With an estimated 6,000-plus homeless military veterans in Los Angeles County, the handful of legal assistance organizations and attorneys doing pro bono work just aren’t enough to help all eligible veterans access their disability benefits.
To help homeless veterans receive the financial assistance for which they qualify, a small group of UCLA law students helped to create a new Veterans Benefits Legal Clinic course focused on what can be a very complex task.
“Most people don’t sue on their own without a lawyer,” said David Tierney, a Marine Corps veteran and one of the law students instrumental in creating the class. “Most people don’t treat themselves when they’re sick without a doctor. But veterans are trying to apply for benefits by themselves all the time, and no one is telling them otherwise.”
Similar to a worker’s compensation claim, a veteran’s disability benefits claim requires evidence that an injury or traumatic experience in service caused a disability that interferes with the veteran’s ability to work.
Grappling with long-ago trauma
But what makes these claims particularly complicated is that, for veterans, the trauma might have happened years ago and might not have been documented, Tierney said. Even when staff at the Veterans Benefits Administration want to help veterans, the procedural requirements, like documentation, make securing assistance difficult.
To learn how to construct a narrative from what can be a jumble of faded memories, old eyewitness accounts and the repercussions of post-traumatic stress, students study actual cases and work one-on-one with veterans under the guidance of an experienced attorney. Some men and women suffering from post-traumatic stress may experience nightmares, have a compulsion to check whether doors and windows are locked dozens of times a night or sleep with a loaded gun under their pillow.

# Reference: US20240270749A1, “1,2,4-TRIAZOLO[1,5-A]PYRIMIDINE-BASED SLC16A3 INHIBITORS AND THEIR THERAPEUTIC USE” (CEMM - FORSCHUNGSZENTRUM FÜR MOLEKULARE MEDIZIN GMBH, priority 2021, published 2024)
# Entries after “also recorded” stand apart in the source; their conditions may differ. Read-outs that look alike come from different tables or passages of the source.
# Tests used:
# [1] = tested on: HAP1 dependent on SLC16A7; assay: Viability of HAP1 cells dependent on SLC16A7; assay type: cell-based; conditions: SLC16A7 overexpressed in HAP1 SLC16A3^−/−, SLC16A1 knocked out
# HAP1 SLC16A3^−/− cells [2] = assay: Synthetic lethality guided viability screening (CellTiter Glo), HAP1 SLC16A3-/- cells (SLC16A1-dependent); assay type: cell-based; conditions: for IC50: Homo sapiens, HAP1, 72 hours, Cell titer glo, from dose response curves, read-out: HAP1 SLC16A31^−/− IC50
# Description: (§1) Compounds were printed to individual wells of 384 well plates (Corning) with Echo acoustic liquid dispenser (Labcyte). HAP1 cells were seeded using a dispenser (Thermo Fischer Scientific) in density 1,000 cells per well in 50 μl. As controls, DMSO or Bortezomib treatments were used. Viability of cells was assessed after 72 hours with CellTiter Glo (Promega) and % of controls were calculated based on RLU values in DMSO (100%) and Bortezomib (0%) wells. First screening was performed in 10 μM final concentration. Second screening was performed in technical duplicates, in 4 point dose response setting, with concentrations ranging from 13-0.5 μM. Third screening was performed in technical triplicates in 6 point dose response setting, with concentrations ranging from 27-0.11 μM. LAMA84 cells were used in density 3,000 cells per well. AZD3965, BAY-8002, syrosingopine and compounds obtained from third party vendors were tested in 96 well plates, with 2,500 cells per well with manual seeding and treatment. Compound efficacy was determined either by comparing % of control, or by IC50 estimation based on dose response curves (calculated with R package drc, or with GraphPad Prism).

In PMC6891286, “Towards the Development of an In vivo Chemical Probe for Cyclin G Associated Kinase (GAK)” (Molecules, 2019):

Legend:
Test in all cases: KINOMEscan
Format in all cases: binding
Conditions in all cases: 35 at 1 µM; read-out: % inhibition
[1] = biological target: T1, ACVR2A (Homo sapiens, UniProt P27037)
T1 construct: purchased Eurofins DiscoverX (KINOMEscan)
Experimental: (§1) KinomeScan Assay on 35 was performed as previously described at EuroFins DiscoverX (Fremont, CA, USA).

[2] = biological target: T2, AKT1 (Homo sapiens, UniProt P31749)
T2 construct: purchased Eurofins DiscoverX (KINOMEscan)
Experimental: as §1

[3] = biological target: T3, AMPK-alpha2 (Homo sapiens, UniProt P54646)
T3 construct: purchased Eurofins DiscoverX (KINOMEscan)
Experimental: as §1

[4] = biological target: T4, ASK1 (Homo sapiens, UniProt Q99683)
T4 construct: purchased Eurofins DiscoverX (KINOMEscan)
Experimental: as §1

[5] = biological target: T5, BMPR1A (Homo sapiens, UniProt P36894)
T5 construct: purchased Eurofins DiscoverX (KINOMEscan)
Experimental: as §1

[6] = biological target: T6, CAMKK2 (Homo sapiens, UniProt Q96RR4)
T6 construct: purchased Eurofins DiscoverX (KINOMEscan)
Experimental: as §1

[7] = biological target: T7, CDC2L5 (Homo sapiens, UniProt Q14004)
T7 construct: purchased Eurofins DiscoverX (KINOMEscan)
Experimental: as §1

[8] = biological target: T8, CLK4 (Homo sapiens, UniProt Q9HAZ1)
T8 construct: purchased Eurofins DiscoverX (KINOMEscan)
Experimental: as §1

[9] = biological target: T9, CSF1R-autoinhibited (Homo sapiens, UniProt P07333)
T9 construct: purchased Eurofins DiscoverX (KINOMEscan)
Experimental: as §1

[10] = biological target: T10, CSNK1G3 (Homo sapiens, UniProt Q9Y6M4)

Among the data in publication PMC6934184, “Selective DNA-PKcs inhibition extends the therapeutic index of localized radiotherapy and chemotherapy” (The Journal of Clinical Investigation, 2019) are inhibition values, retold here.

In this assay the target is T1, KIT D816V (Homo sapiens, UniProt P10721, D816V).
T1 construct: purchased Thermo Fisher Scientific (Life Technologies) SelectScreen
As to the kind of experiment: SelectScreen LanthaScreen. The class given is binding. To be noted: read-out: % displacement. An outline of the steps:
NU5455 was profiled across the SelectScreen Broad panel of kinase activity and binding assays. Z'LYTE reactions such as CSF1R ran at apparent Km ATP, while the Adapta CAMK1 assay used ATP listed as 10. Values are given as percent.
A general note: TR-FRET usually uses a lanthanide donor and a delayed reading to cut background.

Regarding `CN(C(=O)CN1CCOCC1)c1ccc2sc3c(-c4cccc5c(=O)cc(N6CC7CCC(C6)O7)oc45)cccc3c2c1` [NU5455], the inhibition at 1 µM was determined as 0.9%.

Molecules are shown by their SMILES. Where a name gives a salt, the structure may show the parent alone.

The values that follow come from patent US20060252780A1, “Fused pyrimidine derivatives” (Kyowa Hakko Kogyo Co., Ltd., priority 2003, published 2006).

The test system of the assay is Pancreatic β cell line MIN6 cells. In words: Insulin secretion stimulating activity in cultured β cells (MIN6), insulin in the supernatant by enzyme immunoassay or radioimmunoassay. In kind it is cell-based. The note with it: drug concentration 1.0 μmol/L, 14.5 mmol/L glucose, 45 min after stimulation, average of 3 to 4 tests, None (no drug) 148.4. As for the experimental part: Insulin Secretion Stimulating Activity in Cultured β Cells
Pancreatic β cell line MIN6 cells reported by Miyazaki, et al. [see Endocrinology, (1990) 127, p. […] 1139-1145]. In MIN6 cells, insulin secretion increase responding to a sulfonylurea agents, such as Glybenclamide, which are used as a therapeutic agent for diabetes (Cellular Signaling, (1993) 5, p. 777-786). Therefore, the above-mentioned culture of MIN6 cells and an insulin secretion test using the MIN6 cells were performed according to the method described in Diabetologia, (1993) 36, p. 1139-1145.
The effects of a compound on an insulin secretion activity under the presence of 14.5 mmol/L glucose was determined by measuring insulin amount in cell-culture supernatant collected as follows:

Since January when the course started, students have been delving into the statistics that demonstrate the extent of the problem, gaining a complete understanding of the filing and appeals processes, and honing their skills at reviewing documents and interviewing, skills deemed critical for successful claims. Students also learn what it takes to make a successful claim for a physical injury, traumatic brain injury, sexual trauma or post-traumatic stress.
To apply what they’re taught, students counsel veterans one-on-one under the supervision of Melissa Tyner, the instructor in the clinic, or another attorney with the Inner City Law Center, where Tyner works as the directing attorney on the Homeless Veterans Project. During six clinical sessions, students went to homeless shelters and medical clinics for veterans to provide on-site legal services.
In roughly 75 percent of the cases that the law students work on, it’s difficult to conclusively prove that a specific traumatic incident has led to a disability, Tyner said. “We don’t even have a particularly high standard of proof, but we have to show something happened. That is incredibly difficult in a combat theater.”
Tyner said she focuses on training students to thoroughly review documents because, despite its importance, it’s often an underdeveloped legal skill among law school graduates. “When you find that one document that helps you tell the story or helps you cast the light of justice for a veteran, it’s a really rewarding moment.”
Reading between the lines
Not only are students taught to review documents for what’s being said, but Tyner also emphasizes that students must understand what’s not being said.